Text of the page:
Abrams (1999) defines Romanticism as how we believe it should be rather than what it actually is, creating heroes who completely lack human shortcomings and villains who are completely evil. While Realism is just as it sounds. In other words, Romanticism is concerned more with idealistic views of the world along the lines of optimism and opportunity. On the other hand, Romanticism emphasises the story and the plot. Whereas, Realism is more about the development of characters ("Romanticism versus Realism"). Moreover, Realism emphasises more on morality and its place in the community ("Romanticism, Realism and Naturalism). That being said, Nathanial Hawthorne, in The Scarlet Letter, straddles the line between the two realms and creates a 'grey area' with characters that can exist in both realms by means of using ideas from both Romanticism and Realism.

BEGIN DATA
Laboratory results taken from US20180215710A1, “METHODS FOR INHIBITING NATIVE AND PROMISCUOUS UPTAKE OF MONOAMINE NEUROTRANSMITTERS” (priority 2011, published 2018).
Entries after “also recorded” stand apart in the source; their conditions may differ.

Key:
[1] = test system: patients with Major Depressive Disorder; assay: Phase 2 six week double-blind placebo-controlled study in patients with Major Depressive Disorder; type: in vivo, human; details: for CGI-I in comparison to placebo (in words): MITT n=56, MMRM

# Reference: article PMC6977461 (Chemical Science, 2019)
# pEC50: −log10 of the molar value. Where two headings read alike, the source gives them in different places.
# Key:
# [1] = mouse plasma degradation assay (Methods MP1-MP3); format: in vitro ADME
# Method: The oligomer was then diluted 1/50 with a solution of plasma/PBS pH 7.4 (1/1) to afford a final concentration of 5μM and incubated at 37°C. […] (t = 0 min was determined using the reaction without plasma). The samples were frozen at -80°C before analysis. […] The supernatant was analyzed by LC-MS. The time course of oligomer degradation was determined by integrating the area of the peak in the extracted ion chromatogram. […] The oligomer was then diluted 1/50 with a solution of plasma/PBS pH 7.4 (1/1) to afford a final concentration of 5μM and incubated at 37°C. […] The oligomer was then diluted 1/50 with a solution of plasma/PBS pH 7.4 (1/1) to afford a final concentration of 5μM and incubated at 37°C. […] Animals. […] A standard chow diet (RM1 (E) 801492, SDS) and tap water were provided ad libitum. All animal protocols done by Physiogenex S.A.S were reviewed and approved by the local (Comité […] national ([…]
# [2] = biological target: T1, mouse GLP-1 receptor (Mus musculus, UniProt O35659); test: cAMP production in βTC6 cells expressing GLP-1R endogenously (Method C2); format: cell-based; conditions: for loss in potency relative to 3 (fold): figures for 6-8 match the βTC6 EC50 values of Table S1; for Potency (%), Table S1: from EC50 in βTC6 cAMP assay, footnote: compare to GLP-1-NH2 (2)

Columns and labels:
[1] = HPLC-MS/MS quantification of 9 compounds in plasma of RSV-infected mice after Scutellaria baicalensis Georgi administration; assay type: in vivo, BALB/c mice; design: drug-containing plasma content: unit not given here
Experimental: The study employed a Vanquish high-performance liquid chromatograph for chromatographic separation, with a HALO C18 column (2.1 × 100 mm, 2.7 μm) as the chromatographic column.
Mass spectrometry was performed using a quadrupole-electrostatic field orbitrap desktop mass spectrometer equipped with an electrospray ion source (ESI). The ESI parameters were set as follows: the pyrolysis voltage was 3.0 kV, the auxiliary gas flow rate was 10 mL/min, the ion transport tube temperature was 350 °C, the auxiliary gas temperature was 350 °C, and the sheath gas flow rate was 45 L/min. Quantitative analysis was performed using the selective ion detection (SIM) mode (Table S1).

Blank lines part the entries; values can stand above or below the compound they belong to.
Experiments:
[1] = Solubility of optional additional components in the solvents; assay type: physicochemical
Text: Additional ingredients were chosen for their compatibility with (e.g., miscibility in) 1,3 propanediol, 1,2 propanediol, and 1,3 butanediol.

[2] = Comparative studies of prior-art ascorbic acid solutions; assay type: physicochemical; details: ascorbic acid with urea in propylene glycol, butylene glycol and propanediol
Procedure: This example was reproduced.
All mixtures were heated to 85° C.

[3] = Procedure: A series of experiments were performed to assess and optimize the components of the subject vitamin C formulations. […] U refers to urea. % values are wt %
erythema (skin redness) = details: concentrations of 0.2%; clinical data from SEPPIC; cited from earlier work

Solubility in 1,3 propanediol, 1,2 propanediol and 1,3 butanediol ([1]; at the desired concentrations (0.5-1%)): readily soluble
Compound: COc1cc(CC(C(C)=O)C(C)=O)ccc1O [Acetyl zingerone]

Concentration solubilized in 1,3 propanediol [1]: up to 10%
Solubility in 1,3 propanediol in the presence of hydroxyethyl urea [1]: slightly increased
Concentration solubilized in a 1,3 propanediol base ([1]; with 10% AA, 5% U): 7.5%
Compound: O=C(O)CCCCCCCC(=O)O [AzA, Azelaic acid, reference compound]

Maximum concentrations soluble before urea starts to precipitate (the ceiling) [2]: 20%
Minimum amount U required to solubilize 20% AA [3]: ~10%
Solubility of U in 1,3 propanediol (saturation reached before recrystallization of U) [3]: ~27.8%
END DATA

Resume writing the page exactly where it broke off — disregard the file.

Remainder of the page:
The Scarlet Letter can be considered as Romanticism in several different aspects especially when it comes to exotic settings, symbolism, and supernatural elements. First of all, Romantic works often happens in exotic locales. The Scarlet Letter happens in the wilderness on the outer parts of civilised humanity. The small town is a tiny spot of what seems to be a peaceful land, which is in the middle of an immoral forest. Furthermore, Romanticism also has an excessive heavy emphasis on symbolism. For example, the most frequent symbol in the novel is the scarlet letter 'A' itself, where it is a symbol of different things throughout the novel. It can be deciphered as adultery due to the fact that the letter is found on both Dimmsdale's chest and Hester's breast. Therefore, it is a symbol of sin and shame. However, there are other several meanings for the letter such as 'able' or 'agony' or how the townspeople has interpreted it as 'angel' when it has been seen in the sky. Another use of symbolism is through nature that is used for the most part in the forest for this novel.